Dad did it, dad got rid of it.

My two kitties (sadly passed away last year) , one wouldn’t touch rodents of any sort (she was above that sort of thing), the other considered them really cool toys, and seemed bummed if ‘the batteries ran out’ .

we then moved in with SO who had 3 cats, two who would go out, the third, a champion mouser. Now all three of those would catch all manner of rodentia (there are no chipmunks around our home), and eat all except moles. Now, they’d catch and kill moles, but would leave them intact.

Apparently "they ain’t good eatin’ "

You people really thought the odor from a decaying carcass was fecal matter? The two are nothing alike. Granted, I have more experience with dead things, but I’ve never confused the two.

BTW, let Dolores Claiborne’s experience be a lesson to all of you: don’t use poisons to try to get rid of rodent problems. You don’t know where these things are going to die, and frankly, Dolores was lucky it was somewhere she could get at it. If the rat had croaked inside a wall void, she wouldn’t have had access to it, and would have been forced to live with the stench for more than a week.

Not only that, but if mice come upon the bait, they’re going to stash some of it for later (they’re notorious for hiding bits of food). I know technicians who have discovered rodenticide pellets in customer’s shoes, pockets of their clothing and even under their pillows. Don’t risk contaminating your entire house via these little buggers. Use traps. I know it’s oogie to have to pick up a trap with a dead mouse (or rat) on it, but at least you know it’s dead and out of the way, and you won’t have to worry about rotting corpses in the recesses of your crawlspace.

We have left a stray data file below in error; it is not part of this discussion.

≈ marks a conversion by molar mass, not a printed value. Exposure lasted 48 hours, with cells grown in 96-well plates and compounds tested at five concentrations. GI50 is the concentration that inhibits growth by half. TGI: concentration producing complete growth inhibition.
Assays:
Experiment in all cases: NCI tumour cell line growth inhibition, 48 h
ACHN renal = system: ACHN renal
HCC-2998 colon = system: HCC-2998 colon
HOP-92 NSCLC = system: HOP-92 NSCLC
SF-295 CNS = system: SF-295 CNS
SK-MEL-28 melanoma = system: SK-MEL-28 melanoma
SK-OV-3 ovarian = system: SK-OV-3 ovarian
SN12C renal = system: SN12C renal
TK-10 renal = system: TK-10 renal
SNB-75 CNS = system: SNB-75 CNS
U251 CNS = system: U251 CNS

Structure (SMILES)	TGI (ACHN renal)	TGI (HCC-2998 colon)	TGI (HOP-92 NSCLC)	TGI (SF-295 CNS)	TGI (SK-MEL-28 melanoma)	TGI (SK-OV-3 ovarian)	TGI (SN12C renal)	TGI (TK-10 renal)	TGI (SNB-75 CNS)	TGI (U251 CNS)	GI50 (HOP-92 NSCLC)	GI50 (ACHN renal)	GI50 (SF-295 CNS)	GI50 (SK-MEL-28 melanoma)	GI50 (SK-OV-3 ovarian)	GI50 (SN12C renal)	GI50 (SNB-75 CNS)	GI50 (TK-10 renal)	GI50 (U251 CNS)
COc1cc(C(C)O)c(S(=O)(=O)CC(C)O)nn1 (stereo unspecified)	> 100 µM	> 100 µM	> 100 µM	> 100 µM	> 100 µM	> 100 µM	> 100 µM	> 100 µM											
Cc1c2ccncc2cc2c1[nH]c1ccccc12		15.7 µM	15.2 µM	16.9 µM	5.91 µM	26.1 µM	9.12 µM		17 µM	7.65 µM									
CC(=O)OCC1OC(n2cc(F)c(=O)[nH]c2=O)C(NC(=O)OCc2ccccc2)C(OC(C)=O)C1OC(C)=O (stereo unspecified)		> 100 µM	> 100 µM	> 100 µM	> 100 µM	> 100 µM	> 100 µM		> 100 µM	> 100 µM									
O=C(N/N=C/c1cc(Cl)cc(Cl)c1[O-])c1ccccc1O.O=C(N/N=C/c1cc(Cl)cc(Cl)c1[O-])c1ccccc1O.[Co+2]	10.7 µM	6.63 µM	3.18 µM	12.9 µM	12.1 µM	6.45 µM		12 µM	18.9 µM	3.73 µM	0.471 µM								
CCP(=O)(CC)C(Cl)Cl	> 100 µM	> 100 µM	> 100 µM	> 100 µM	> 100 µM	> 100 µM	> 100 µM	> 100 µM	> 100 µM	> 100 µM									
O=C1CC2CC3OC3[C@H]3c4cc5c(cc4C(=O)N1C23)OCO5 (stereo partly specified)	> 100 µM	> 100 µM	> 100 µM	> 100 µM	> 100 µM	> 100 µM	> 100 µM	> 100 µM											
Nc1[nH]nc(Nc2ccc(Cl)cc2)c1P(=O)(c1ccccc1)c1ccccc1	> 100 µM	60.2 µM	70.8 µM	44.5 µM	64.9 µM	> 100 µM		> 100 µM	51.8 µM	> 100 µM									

Just a bit of defense for my (and my SO’s) olfactory abilities. No, the scent of cat poop and a dead animal are quite different. It’s just that when you have a bad scent, you tend to go to the most likely candidate first. Then, you try to narrow your choices. Once we saw it was nothing immediately visable or close at hand, we started looking harder.

You are soooo correct, Dave. My parents once discovered a cache of rat poison pellets in the air filter of their Ford Explorer (they don’t drive it much). The buggers had evidently decided to nest there.

To add another bit to DAVEWOO71’s advice: If the poisoned rodent dies somewhere where your pets can find it, they may eat it. If it’s a rat full of strychnine or whatever, it may find its way into your pet’s system. A little dog I once owned ate a dead, poisoned rat in our backyard and we had to rush her to a vet to get an antidote. I don’t know how dangerous a poison is to animal 2 after the substance has been ingested by animal 1, but the vet felt we did the right thing. It’s traps for me – but place them where the woofers can’t stick their noses in them!

“Just grab it by the tail”, eh?

Tell that to the little bugger that’s been raiding my appartment for the last 4 months. Faster than Schumacher, smarter than Holmes.

Mouse traps? He JUMPS OVER THEM. Cheese, peanut butter… he ignores it. Catching him BY THE TAIL? Not a bloody chance.

Coldfire, who advocated catching them by the tail? Certainly not I.

Now, about the traps you’re using…are you using snap traps or glueboards? Where are you putting them? How are you positioning them?

Repeat after me: the rodent is not smarter than the human. My guess is either you are doing something wrong (or at least not the best way it could be done) or else your dwelling is so pockmarked with little crevices through which mice can enter that you might as well be living in a giant sieve.

If you want, I’ll give you a quick cyber-course in trap-setting. Just let me know. I’m a highly trained specialist with years of experience.